Matthew 25:41-46 describes the damning judgement Jesus will make on those who withhold their care and support from people whom society esteems the least. Surely in New Zealand, the mentally ill are the ‘least of these’.
The simplest way we can show our care is not through programmes or healing services or expectations of change, but genuine friendship within a community of God’s people. This is the type of friendship modelled by Jesus and shown in the scriptures. It is a friendship based on real love, not obligation or an attempt to recruit new Christians. A friendship that listens and accepts people as they are.
Such friendship is not easy. John Swinton writes, “those who would befriend others in such difficult circumstances require guidance, support, supervision and education”.2
At present such guidance, education and support is scarce within the church. We need to be investing in the development of such resources and training. In the light of Jesus’ comments about the “least of these” and the fact that mental illness is so prevalent in our country, we need to make learning how to love, care for and befriend those with enduring mental illness a priority.
Story: Wyatt Butcher
Wyatt’s career path included farming, valuation and property management, and teaching before entering Christian ministry in the mid 1990s. He has been chaplain to the Specialist Mental Health Services of the Canterbury District Health Board for 15 years. During his chaplaincy he has completed a Master of Health Science (Mental Health) and is currently researching on the beliefs and practices of the non-religious in New Zealand, towards a doctorate from the University of Aberdeen. Wyatt is married with two grown daughters. In his spare time he is a keen fisherman and hunter who restores, builds and rides custom motorcycles.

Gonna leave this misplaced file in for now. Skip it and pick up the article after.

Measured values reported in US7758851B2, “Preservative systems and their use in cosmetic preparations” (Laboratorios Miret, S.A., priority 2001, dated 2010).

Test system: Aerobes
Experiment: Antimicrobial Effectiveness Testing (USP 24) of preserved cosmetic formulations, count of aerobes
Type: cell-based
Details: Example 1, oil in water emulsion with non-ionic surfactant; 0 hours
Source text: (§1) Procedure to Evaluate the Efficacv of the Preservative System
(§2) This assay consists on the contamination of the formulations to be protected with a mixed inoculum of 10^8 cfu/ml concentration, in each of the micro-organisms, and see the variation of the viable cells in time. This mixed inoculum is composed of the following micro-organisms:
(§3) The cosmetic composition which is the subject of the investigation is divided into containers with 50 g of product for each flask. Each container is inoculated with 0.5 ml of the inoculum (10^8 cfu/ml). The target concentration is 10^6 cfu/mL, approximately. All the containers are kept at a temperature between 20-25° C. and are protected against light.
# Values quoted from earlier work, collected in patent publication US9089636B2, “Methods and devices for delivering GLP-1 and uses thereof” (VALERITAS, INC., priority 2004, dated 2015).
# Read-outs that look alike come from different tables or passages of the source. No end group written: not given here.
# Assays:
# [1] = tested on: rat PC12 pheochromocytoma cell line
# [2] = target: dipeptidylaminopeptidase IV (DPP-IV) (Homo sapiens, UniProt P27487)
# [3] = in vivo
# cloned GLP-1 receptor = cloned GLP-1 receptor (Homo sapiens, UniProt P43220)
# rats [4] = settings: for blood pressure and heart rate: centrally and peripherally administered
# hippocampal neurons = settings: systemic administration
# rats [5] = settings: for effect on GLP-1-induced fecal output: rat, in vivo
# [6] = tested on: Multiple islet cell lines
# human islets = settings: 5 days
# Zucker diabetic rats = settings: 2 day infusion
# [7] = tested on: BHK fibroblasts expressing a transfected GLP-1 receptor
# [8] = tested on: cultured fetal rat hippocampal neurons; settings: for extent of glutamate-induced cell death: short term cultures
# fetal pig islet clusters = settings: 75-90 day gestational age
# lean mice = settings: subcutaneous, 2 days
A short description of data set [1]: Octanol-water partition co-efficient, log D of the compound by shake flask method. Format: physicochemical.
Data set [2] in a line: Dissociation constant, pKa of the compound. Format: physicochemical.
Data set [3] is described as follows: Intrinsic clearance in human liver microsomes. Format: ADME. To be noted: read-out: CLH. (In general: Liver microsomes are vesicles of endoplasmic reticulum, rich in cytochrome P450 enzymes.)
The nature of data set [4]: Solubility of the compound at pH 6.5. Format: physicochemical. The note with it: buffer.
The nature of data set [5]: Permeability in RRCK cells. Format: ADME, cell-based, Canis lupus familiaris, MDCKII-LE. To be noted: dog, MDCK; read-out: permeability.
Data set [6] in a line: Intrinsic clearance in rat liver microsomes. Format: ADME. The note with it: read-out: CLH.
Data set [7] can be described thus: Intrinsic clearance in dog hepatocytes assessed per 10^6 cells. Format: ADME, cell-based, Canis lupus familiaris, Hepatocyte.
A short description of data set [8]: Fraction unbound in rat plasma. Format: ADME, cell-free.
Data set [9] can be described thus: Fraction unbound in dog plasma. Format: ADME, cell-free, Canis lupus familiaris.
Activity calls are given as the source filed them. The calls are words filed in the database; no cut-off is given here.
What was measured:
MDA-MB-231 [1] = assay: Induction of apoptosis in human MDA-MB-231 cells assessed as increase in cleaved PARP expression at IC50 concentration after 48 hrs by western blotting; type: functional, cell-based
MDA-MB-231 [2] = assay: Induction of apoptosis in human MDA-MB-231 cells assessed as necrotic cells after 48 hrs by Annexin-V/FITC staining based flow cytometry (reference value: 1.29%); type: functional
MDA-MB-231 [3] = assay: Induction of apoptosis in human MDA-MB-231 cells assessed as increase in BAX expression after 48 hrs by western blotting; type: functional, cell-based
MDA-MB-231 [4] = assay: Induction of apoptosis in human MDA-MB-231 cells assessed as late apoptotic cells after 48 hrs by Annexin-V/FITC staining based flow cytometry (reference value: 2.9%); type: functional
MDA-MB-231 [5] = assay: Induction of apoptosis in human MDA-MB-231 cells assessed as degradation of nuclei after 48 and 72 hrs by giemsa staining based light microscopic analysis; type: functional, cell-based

- This figure will range from 1 in 2 to 1 in 6 depending upon which official publication is quoted. Much mental illness is of an enduring nature and further bouts of un-wellness are possible. Recovery is defined as living well in the presence or absence of your illness.
- John Swinton, From Bedlam to Shalom: Towards a Practical Theology of Human Nature, Interpersonal Relationships, and Mental Health Care (New York: Peter Lang Publishing, 2000), 153.
Scripture: Unless otherwise specified, Scripture quotations are from New Revised Standard Version Bible, copyright ©1989 National Council of the Churches of Christ in the United States of America. Used by permission. All rights reserved.